While each grill manufacturer has their own guidelines, the general consensus is that your grill should be at least 3 feet away from any house walls. Additionally, your grill should also be placed at least 10 feet away from any objects that are easily flammable or could catch fire from an ignition.
How much clearance does a grill need?
Don’t forget, grills typically need at least 2 feet of clearance on each side, a level surface to sit on and plenty of room for smoke to dissipate. They also shouldn’t be placed under combustible construction — an eave or a breezeway — without a ventilation hood.
How far should a grill be from siding?
Keep the grill or BBQ located 10 feet away from the house and three feet away from flammable objects. Inspect the grill prior to utilizing it.
Where should you not put a grill?
Never use your grill indoors, in a garage, or under anything that could catch fire. Place your grill at least ten feet away from your home, or any other structures or buildings. Make sure your grill is not located near any deck rails, siding, or low hanging tree branches that could catch on fire.
How close can a grill be to a fence?
Your grill—whether it’s charcoal or gas—should be at least 10 feet away from your home or garage, deck railings and other structures.
How much clearance do you need above a gas grill?
Maintain proper clearance to combustibles. As per the manufacturer’s suggestions, we recommend 20 inches to the rear of the grill, 7 inches from the sides, and 24 inches if the grill is placed near vinyl siding.
Is it safe to grill on a screened in patio?
A screened-in porch is a perfect spot to sit and enjoy a meal, but not as great for grilling because of the hazards it presents. Between fire and carbon monoxide concerns, grilling on a screened-in porch is not recommended.
Where should a grill be placed on a patio?
Always place grills on a flat, clean surface away from any potentially flammable debris such as rubbish bins or mulch. The same goes for low-lying trees and hedges. Make sure there are no low-hanging branches in the vicinity of your BBQ.
Do I need a vent for my outdoor grill?
But, skimping on ventilation could result in an unusable, smoke-filled outdoor kitchen. … Because the smoke, grease and heat need somewhere to go. Unless your outdoor kitchen is completely open, ventilation is necessary to keep the space as smoke-free as possible.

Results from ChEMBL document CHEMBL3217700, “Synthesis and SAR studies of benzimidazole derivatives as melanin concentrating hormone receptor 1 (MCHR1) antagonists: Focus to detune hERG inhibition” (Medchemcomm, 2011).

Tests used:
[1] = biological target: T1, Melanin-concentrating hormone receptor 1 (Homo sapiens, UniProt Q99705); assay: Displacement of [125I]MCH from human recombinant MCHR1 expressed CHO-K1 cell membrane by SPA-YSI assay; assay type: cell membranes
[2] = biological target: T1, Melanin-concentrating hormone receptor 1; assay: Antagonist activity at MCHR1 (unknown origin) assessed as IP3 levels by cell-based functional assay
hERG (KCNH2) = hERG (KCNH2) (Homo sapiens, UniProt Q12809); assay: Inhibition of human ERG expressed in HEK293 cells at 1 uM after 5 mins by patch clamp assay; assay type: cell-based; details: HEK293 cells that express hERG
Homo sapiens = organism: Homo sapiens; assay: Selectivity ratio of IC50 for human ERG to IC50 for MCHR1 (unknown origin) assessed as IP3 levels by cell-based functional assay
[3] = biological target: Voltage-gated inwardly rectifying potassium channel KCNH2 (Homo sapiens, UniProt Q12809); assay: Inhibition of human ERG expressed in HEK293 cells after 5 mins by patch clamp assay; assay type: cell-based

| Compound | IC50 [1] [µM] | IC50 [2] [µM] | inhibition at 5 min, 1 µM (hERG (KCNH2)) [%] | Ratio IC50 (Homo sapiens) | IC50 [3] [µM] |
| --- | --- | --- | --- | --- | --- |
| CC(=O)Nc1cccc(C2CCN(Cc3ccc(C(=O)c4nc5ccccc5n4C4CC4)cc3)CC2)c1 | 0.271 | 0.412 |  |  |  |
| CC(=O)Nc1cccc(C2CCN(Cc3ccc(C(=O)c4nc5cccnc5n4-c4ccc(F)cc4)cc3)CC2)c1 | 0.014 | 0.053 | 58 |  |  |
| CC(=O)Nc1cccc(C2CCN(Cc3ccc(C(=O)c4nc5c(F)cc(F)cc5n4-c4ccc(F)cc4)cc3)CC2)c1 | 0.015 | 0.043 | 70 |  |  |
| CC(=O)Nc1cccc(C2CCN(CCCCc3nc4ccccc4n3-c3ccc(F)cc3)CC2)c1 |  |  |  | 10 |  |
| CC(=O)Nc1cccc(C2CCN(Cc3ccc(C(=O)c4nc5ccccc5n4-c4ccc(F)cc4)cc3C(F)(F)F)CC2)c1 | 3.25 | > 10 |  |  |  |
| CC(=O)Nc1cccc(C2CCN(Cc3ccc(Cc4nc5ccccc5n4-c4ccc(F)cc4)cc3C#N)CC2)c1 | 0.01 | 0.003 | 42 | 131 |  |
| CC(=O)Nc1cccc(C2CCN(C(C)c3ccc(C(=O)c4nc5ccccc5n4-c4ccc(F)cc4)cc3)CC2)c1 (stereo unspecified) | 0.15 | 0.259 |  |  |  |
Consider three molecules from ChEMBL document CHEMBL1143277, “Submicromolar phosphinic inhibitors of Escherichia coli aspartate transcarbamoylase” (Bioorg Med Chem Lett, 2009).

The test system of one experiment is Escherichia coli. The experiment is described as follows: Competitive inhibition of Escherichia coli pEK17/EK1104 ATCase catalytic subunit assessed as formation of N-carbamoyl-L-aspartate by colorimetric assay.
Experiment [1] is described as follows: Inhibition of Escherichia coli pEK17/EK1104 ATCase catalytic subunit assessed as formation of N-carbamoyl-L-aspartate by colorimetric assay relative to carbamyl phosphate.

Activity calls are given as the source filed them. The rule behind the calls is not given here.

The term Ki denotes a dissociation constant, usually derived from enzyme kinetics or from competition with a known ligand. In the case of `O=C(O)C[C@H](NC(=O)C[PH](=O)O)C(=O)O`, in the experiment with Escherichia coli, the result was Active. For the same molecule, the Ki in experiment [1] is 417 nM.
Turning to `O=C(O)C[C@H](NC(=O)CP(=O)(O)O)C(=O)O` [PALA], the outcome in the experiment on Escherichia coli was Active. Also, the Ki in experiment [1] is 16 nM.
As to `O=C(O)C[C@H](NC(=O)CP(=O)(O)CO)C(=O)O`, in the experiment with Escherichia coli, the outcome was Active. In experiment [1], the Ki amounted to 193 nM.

Can you BBQ in your driveway?
Having a grill close to your house can actually be a fire hazard, so depending on the layout of yards, overhead trees, porches, etc. it can be much safer to grill in the driveway. I have several neighbors who do this and it is not an issue.
Can I grill on grass?
Can you use a grill in the grass? No, never use your grill in the grass. Instead look for a flat, stable, and firm surface with no obstructions. That way, the unit will not present any safety challenges to the user.
Can you put a gas grill on a Trex deck?
Yes, Gas grills are safe to use on a composite deck. Composite decking is designed to a minimum of Class C fire rating similar to wood decking. … As an extra layer of protection, people will often place a grill mat or pad to protect the decking from both heat and spills.
Are electric grills any good?
Electric grills are the healthiest way to cook outdoors. They don’t produce carcinogens and they don’t use unsustainable gas fuels that are bad for the environment. If health is your primary concern, an electric grill may be your best option compared to charcoal or gas. Comparing Charcoal, Gas, and Electric Grills.
Are electric grills allowed on balconies?
Grills on balconies must be at least 30 inches from the building. … You can only use gas and charcoal grills at least 15 feet from buildings. Electric grills are usually acceptable for balcony use.
Is it safe to BBQ on a balcony?
The 2019 California Fire Code restricts BBQ grill use—and the use of any open-flame cooking device—in the following ways: Open-flame cooking devices can’t be operated on “combustible balconies.” Wooden decks and similar structures can easily catch and spread fire, making them risky places to operate a BBQ grill.